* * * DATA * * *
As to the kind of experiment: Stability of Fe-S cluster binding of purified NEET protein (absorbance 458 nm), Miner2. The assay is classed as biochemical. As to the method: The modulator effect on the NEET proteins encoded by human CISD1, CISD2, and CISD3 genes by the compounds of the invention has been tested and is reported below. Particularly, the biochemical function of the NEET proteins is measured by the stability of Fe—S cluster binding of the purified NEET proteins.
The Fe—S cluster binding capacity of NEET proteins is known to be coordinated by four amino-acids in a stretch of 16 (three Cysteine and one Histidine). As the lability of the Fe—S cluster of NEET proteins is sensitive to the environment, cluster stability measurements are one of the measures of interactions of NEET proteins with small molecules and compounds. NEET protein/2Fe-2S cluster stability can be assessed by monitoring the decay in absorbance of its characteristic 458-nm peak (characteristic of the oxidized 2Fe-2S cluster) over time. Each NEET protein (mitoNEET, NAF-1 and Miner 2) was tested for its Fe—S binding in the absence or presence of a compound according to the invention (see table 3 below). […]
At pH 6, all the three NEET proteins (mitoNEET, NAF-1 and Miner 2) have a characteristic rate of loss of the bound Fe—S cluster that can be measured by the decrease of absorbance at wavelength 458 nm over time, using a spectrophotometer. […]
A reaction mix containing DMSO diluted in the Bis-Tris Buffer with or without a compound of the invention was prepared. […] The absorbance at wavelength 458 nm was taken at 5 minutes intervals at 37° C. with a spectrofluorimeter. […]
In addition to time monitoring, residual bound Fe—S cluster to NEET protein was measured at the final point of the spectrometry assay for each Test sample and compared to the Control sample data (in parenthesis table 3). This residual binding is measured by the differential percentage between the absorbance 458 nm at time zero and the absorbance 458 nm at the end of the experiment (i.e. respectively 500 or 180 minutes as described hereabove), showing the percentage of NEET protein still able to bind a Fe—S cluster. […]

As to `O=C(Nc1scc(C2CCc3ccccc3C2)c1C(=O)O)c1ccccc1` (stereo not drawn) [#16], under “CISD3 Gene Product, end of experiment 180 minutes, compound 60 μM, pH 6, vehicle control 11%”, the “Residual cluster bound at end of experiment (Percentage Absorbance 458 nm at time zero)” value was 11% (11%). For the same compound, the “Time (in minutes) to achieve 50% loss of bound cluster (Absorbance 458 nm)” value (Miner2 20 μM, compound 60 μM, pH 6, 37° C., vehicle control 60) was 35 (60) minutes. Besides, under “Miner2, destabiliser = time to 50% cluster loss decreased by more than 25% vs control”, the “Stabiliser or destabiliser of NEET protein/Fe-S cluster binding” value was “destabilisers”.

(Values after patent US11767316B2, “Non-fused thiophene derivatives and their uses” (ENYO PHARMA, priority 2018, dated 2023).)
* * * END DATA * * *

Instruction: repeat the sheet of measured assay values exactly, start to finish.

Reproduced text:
As to the kind of experiment: Stability of Fe-S cluster binding of purified NEET protein (absorbance 458 nm), Miner2. The assay is classed as biochemical. As to the method: The modulator effect on the NEET proteins encoded by human CISD1, CISD2, and CISD3 genes by the compounds of the invention has been tested and is reported below. Particularly, the biochemical function of the NEET proteins is measured by the stability of Fe—S cluster binding of the purified NEET proteins.
The Fe—S cluster binding capacity of NEET proteins is known to be coordinated by four amino-acids in a stretch of 16 (three Cysteine and one Histidine). As the lability of the Fe—S cluster of NEET proteins is sensitive to the environment, cluster stability measurements are one of the measures of interactions of NEET proteins with small molecules and compounds. NEET protein/2Fe-2S cluster stability can be assessed by monitoring the decay in absorbance of its characteristic 458-nm peak (characteristic of the oxidized 2Fe-2S cluster) over time. Each NEET protein (mitoNEET, NAF-1 and Miner 2) was tested for its Fe—S binding in the absence or presence of a compound according to the invention (see table 3 below). […]
At pH 6, all the three NEET proteins (mitoNEET, NAF-1 and Miner 2) have a characteristic rate of loss of the bound Fe—S cluster that can be measured by the decrease of absorbance at wavelength 458 nm over time, using a spectrophotometer. […]
A reaction mix containing DMSO diluted in the Bis-Tris Buffer with or without a compound of the invention was prepared. […] The absorbance at wavelength 458 nm was taken at 5 minutes intervals at 37° C. with a spectrofluorimeter. […]
In addition to time monitoring, residual bound Fe—S cluster to NEET protein was measured at the final point of the spectrometry assay for each Test sample and compared to the Control sample data (in parenthesis table 3). This residual binding is measured by the differential percentage between the absorbance 458 nm at time zero and the absorbance 458 nm at the end of the experiment (i.e. respectively 500 or 180 minutes as described hereabove), showing the percentage of NEET protein still able to bind a Fe—S cluster. […]

As to `O=C(Nc1scc(C2CCc3ccccc3C2)c1C(=O)O)c1ccccc1` (stereo not drawn) [#16], under “CISD3 Gene Product, end of experiment 180 minutes, compound 60 μM, pH 6, vehicle control 11%”, the “Residual cluster bound at end of experiment (Percentage Absorbance 458 nm at time zero)” value was 11% (11%). For the same compound, the “Time (in minutes) to achieve 50% loss of bound cluster (Absorbance 458 nm)” value (Miner2 20 μM, compound 60 μM, pH 6, 37° C., vehicle control 60) was 35 (60) minutes. Besides, under “Miner2, destabiliser = time to 50% cluster loss decreased by more than 25% vs control”, the “Stabiliser or destabiliser of NEET protein/Fe-S cluster binding” value was “destabilisers”.

(Values after patent US11767316B2, “Non-fused thiophene derivatives and their uses” (ENYO PHARMA, priority 2018, dated 2023).)